Survey Says: Faster Broadband Doesn’t Equal Innovation

The list of the best-connected countries of the world is topped by South Korea, with average download speeds of 34.14 Mbps, according to, which today released the results of 1.5 billion worldwide Internet speed tests on its new site. The USA is ranked 26th with 10.16 Mbps, which places us somewhere between the Ukraine and Russia.

Global broadband speeds Nov 23, 2007 - May 24, 2010. Source:

I know what you’re thinking: U.S. broadband stinks, what else is new? That’s what I thought, but upon closer inspection of the results I realized that many of the countries we think of as innovative in the online video space don’t actually offer their residents all that much bandwidth. The U.S. is a good example. We have YouTube (s GOOG), Hulu and live streaming, despite having Net connections that are slower than that of most Eastern European countries.

The UK also offers plenty of online video success stories, the biggest one obviously being the hugely successful BBC iPlayer. Yet, Brits only download with 7.70 Mbps, on average. That’s about the same as the average worldwide download speed, as measured across 152 countries.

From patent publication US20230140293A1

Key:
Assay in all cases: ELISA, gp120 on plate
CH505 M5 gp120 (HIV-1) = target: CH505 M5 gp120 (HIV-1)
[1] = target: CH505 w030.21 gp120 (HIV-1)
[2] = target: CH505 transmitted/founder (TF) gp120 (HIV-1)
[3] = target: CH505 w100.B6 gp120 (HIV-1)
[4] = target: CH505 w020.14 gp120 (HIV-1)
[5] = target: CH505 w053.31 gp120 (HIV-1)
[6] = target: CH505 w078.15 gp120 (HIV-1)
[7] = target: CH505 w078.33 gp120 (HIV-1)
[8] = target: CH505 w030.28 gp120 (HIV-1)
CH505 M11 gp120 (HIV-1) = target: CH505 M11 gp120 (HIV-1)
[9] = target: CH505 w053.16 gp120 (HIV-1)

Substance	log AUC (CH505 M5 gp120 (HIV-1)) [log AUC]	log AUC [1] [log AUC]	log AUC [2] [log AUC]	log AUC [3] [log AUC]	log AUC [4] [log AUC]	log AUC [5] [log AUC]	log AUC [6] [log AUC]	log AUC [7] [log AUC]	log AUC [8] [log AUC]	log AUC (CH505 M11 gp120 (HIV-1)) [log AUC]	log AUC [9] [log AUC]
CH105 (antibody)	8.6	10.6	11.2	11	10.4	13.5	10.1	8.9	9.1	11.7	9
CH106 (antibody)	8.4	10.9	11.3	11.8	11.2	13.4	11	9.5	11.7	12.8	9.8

And finally, there’s China. The country is 76th on the list with 2.94 Mbps down and 1.28 Mbps up, but a huge force when it comes to P2P video — which is ironic, considering that P2P depends on upload bandwidth. Maybe innovation in online video isn’t the result of abundant resources so much as it’s about making good use of what you have.

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